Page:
Why do I find this myth so frustrating? Well, not only is describing DevOps through tooling incorrect; it’s also the fastest way to put a non-technical stakeholder to sleep. And if we care at all about implementing DevOps ideas into our work, we desperately need to be able to communicate with these non-technical people on their terms and in their language. Defining DevOps by cryptic-sounding tooling creates barriers for our communication.
Tools are what we use to implement DevOps. We have infrastructure-as-code tools that help us spin up new virtual machines in the cloud, and we have testing tools to check the speed of our apps. The list goes on. Ever heard the phrase “all the gear and no idea”? Defining DevOps by tooling is to do precisely this. Owning lots of hammers doesn’t make you a DIY expert—fixing lots of things makes you a DIY expert! DevOps companies use tooling, but…
DevOps is not tooling.
Myth 3: DevOps Doesn’t Work in Regulated Industries
DevOps comes with a lot of scary, often implausible sounding practices. When I tell people that I much prefer trunk-based development to branch models, they usually recoil in disgust. “You do what?” they exclaim, acting as if I just popped them square in the jaw. “Everyone pushes changes to master every day? Are you crazy?” they say.
No, I’m definitely not. The proof is in the pudding. When you have a solid testing and deployment pipeline that catches defects well, having every developer commit to the same branch every single day makes a lot of sense. Don’t believe me? Google does it with thousands of engineers.
Many believe that these more radical approaches don’t work in a regulated environment or in scaled environments, like finance. But the evidence is abundantly clear. Applications that are built with agility in mind (meaning it’s easy and fast to make changes) are less risky than their infrequently delivered counterparts.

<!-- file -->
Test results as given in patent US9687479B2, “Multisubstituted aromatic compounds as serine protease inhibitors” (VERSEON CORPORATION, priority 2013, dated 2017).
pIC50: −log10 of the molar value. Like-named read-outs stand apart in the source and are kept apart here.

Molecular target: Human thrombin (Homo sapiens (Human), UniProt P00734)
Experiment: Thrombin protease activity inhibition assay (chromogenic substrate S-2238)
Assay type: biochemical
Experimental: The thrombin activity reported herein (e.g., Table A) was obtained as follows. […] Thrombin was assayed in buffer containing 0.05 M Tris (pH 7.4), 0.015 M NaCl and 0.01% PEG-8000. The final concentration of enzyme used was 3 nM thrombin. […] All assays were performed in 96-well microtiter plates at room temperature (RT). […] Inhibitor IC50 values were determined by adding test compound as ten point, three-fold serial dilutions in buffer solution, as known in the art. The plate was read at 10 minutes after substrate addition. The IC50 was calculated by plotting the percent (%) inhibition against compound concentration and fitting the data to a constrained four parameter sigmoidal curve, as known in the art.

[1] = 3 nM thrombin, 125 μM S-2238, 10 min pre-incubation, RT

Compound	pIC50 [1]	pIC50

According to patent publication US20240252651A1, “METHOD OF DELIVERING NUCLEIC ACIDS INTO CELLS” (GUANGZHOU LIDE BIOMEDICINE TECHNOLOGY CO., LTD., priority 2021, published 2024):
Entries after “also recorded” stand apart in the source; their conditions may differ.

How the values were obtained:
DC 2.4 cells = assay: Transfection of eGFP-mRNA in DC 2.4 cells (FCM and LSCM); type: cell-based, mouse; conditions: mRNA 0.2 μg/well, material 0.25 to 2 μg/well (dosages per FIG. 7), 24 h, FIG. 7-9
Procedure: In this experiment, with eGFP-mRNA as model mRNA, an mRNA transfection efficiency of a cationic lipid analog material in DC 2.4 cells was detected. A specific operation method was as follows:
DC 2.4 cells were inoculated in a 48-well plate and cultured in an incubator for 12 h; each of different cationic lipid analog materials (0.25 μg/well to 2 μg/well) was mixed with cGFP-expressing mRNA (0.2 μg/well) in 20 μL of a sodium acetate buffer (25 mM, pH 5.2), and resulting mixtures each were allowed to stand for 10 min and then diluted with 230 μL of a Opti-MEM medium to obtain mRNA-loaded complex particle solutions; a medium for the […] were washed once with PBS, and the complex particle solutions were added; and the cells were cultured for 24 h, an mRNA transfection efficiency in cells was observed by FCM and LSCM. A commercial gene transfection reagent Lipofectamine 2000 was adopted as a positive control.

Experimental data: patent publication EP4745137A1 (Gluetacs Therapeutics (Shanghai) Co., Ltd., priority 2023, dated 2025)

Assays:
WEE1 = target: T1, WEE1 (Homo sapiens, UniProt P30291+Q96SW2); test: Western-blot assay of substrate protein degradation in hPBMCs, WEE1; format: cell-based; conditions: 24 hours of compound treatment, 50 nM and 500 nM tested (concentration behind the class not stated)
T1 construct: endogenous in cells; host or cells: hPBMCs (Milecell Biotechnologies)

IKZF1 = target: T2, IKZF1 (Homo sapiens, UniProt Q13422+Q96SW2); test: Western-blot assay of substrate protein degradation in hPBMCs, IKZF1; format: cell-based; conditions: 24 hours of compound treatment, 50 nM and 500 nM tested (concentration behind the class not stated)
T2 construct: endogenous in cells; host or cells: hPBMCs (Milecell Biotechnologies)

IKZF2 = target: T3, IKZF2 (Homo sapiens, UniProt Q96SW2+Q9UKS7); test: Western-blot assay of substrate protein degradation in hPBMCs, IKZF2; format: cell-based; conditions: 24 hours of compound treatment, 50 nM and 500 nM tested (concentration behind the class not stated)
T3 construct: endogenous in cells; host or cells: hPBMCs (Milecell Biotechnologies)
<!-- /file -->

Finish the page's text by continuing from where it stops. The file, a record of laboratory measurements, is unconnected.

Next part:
Yes, it might feel safer to have security checkpoints and to have someone rifle through 100,000 lines of code written over six months. But security checkpoints are little more than theater. They make us feel safe without really making things that much safer. What does reduce security risk is automating your testing process, making small changes, putting them in production frequently, and applying liberal monitoring and observability.
DevOps works in every environment.
Myth 4: DevOps Replaces Ops
Implementing DevOps doesn’t mean you need to go fire your system admins and operations staff. In fact, on the contrary, you need their knowledge. Knowing absolutely everything about development and operations is almost impossible. So, you’ll need people who have different specialties and interests.
Rather than fire our operations teams, we need to make sure their goals are aligned with the development teams’ goals. Everyone simultaneously should be driving toward faster delivery of high-quality software. A good waiter has tasted the food on the menu, but all waiters don’t need to be chefs.
DevOps doesn’t mean removing Ops.
Wrapping Things Up
So, there you have it. The top four myths about DevOps—busted. Hopefully, this clears things up a little and you now know what DevOps is and isn’t. It’s principally a set of beliefs and practices first, with tooling, roles, and teams being secondary.
Every company can and should incorporate ideas of DevOps into their business. It will lead to happier engineers and happier customers.